My Turn: Northern Pass continues down a dead-end road
In January, we published a piece pointing out Northern Pass’s refusal to take seriously the objections of affected residents. We wrote that “this refusal dooms Northern Pass to travel a long, uncertain and potentially dead-end road. It dooms New Hampshire to protracted conflict over this issue, perhaps resulting in much that is lost and nothing that is gained.”
Now, half a year later, the Northern Pass bus is stalled near the end of that dead-end road.
PSNH President Bill Quinlan’s recent public acknowledgement of the seriousness of the aesthetic impact is an important change. Northeast Utilities, PSNH’s parent company and the developer of Northern Pass, should seize this opportunity to offer real, innovative solutions capable of addressing the fundamental divide between them and affected communities and private property owners.
Like most opponents, Nancy Martland would accept a buried line, despite questioning the notion that Hydro-Quebec’s massive dams flooding millions of acres of carbon-absorbing trees would actually help us fight climate change. Privately funded buried projects are moving forward all around us in Maine, Vermont, New York and Quebec. And yet, Northern Pass continues to insist that burial is problematic and will not consider using it except in very limited special circumstances.
Granite is not the problem. Laying cable along a softened highway or rail corridor removes that issue. There is buried fiber-optic cable along Interstate 93 between the Massachusetts border and Concord. There is a buried gas pipeline on the PSNH right-of-way across northern New Hampshire. The argument that burial can’t be done on a larger scale simply does not ring true.
Proponents such as Mayor Paul Grenier worry about projected electricity shortfalls and are left to wonder why Northeast Utilities is unwilling to do what is necessary to bring this power to southern New England.
The original plan was to begin construction in 2013 and deliver power next year. Because of Northeast Utilities’ intransigence, this project will deliver no power to southern New England next year. In fact, we have no idea when or if any electricity will ever reach us from this project. Surely a slightly higher construction cost is worth it to both Hydro-Quebec and to Northeast Utilities to bring this power south.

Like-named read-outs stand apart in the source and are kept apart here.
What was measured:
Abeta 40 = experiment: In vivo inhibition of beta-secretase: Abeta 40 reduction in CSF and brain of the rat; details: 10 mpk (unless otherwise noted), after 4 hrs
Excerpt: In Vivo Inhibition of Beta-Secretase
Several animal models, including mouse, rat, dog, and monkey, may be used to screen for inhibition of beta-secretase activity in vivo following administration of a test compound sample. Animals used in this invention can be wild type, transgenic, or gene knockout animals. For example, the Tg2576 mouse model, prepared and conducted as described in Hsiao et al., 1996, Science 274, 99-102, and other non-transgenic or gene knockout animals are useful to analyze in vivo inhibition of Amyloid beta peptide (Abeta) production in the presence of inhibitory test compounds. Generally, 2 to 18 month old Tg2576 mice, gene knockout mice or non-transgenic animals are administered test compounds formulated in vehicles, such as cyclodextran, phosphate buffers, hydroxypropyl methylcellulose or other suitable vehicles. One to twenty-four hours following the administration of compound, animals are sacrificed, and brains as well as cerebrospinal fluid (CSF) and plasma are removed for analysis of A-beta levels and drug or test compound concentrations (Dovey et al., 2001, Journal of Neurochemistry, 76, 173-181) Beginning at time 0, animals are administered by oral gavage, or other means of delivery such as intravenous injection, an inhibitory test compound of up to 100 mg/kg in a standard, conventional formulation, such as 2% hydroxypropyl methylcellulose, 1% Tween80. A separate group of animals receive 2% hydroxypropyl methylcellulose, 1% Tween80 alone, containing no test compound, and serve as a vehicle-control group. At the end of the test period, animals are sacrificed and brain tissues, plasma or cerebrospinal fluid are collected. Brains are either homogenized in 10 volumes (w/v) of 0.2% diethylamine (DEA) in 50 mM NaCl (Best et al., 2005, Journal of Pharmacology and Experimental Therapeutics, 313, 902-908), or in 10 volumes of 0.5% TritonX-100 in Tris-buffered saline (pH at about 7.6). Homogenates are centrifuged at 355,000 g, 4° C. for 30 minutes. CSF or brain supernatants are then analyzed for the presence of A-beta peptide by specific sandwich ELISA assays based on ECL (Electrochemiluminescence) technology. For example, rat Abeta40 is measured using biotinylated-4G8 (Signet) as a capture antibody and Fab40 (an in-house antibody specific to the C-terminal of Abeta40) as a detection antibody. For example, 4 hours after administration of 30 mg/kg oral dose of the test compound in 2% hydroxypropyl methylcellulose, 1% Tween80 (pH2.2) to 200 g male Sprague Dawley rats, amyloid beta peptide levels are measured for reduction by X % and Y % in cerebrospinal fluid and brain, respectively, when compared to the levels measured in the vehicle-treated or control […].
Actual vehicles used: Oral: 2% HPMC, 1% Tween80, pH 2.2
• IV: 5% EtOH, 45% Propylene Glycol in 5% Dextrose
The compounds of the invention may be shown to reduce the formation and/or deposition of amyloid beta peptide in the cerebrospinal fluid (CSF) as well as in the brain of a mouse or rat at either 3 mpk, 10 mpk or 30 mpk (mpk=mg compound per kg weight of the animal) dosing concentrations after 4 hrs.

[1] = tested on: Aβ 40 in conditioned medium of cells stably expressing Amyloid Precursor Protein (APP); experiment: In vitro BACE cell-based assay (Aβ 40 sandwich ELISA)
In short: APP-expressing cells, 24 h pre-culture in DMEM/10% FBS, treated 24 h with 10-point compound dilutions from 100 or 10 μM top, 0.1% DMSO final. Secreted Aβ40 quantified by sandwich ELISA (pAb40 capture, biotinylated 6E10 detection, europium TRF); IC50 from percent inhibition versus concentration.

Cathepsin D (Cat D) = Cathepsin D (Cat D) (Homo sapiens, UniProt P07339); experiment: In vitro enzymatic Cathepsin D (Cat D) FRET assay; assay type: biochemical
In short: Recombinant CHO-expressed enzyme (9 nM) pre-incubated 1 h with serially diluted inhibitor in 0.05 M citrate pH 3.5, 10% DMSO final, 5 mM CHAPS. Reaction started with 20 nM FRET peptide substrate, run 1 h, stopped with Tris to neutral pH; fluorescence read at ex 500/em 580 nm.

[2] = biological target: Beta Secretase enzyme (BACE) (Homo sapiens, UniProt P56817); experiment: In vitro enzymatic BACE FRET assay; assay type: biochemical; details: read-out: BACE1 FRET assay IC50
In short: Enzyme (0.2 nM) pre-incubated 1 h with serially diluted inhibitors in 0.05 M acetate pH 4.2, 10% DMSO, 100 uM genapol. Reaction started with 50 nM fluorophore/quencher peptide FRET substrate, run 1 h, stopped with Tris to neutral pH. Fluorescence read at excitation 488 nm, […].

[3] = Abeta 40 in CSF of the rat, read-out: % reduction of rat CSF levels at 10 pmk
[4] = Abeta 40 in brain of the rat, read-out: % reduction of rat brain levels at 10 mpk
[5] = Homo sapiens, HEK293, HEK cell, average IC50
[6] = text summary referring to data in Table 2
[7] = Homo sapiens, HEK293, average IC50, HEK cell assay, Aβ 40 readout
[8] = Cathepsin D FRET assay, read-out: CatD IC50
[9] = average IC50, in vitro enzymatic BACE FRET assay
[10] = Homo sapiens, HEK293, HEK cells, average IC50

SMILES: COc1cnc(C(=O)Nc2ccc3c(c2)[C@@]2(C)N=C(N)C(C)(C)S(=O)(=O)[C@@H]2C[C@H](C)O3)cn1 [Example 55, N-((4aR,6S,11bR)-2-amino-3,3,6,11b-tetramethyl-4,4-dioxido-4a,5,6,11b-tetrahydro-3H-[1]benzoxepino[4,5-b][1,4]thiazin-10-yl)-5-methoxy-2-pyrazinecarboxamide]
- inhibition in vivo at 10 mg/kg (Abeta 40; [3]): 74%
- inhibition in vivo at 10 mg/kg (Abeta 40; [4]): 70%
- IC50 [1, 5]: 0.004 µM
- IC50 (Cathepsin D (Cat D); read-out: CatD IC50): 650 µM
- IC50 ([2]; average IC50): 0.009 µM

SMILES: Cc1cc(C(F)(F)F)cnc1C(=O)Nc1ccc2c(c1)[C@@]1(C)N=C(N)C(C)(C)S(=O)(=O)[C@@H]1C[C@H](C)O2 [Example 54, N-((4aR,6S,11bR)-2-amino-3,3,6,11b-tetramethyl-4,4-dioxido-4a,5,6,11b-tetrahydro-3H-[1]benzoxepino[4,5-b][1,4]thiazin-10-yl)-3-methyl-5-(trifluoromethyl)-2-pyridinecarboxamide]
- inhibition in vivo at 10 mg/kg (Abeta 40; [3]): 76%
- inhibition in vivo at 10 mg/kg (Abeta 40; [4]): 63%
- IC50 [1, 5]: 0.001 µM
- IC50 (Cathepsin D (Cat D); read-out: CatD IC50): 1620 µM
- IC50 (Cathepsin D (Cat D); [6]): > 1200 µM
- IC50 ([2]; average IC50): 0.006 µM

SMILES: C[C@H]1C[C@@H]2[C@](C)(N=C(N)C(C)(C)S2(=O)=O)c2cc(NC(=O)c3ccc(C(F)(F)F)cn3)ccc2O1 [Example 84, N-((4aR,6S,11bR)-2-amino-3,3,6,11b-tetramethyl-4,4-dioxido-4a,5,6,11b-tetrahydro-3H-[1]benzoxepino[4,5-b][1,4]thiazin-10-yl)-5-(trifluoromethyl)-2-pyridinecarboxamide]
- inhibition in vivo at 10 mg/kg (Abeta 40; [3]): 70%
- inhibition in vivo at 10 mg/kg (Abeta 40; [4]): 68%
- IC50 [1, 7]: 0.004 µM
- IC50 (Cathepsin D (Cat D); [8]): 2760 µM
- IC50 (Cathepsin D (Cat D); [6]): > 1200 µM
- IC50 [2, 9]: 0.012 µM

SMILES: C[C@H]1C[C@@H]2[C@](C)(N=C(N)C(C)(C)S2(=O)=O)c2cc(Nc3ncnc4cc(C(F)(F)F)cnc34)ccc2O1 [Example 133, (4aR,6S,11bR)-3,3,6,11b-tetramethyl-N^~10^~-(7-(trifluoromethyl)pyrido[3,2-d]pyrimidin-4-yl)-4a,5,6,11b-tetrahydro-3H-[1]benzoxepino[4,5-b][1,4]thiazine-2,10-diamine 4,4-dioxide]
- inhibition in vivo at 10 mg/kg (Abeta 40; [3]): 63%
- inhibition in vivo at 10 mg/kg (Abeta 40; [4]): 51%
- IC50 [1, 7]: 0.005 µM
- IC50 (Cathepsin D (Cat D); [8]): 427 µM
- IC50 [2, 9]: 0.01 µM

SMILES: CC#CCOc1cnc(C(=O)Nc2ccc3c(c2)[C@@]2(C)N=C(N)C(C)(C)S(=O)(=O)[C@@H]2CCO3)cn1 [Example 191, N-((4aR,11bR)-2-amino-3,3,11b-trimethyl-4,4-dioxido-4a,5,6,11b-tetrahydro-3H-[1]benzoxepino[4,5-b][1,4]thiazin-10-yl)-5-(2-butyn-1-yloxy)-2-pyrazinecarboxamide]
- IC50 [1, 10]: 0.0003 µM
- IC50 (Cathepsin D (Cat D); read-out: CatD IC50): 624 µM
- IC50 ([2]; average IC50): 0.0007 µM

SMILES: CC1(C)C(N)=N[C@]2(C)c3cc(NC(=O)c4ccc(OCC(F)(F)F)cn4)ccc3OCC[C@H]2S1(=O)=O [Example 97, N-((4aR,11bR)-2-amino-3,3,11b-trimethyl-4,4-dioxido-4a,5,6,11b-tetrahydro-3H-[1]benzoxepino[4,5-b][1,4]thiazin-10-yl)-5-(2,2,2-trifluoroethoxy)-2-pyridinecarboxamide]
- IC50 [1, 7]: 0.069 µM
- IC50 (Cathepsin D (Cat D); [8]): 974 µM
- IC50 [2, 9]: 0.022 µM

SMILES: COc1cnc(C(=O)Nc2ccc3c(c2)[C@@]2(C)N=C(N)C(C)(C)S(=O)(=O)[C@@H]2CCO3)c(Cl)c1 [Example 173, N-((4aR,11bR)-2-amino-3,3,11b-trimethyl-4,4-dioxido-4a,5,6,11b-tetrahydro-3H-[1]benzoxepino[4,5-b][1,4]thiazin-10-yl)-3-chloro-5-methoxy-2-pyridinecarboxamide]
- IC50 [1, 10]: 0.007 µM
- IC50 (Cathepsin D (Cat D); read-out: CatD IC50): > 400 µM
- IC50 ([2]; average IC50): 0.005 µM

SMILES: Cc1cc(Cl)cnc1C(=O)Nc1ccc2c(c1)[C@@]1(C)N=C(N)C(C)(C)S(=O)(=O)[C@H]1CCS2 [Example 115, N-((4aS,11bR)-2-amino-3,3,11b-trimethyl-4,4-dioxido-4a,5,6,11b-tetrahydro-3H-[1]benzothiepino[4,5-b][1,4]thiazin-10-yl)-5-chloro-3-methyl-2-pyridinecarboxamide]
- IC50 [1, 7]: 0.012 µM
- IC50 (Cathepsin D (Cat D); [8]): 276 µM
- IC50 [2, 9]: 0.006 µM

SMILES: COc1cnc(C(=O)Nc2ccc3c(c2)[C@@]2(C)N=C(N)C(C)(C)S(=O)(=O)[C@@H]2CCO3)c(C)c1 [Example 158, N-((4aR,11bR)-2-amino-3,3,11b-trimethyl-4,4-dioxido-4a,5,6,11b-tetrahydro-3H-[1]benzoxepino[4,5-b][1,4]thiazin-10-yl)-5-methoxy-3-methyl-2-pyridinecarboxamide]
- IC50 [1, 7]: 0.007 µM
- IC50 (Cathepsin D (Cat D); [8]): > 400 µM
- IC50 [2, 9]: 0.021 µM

New England faces serious challenges to our energy system. Northeast Utilities should be acting in our best interest by finding a responsible way to provide the needed power as soon as possible. Their unwillingness to bend all but guarantees that southern New England will be waiting many years before seeing any Northern Pass power.
In fact, it may never be seen it at all. Other projects in other states, facing little if any public resistance, will likely bring their electricity to market while Northern Pass is still tied up in court. The developers of those other projects are taking advantage of the smoother path enjoyed by designs that eliminate the collateral environmental damage associated with overhead transmission lines.
What needs to be done?
Our advice remains the same as it was six months ago:
“We both believe that Northern Pass must recognize legitimate objections from affected communities. We are convinced that a responsible solution can be found, but only in the presence of honest dialogue among all the stakeholders involved, and a willingness by the developer to address key objections in a real and meaningful manner. Otherwise, Northern Pass is headed for a brick wall of public resistance, drawn-out litigation, permitting disputes, legislative remedies and other roadblocks.”
There is still an opportunity for Northeast Utilities and Hydro-Quebec to see reason and avoid the years of all-consuming conflict that await them if they refuse to propose a buried project, but the window is closing.
This time, we hope that Northeast Utilities and Hydro-Quebec will heed our advice. Time is running out.
(Paul Grenier is the mayor of Berlin. Nancy Martland is a member of Sugar Hill Tower Opponents.)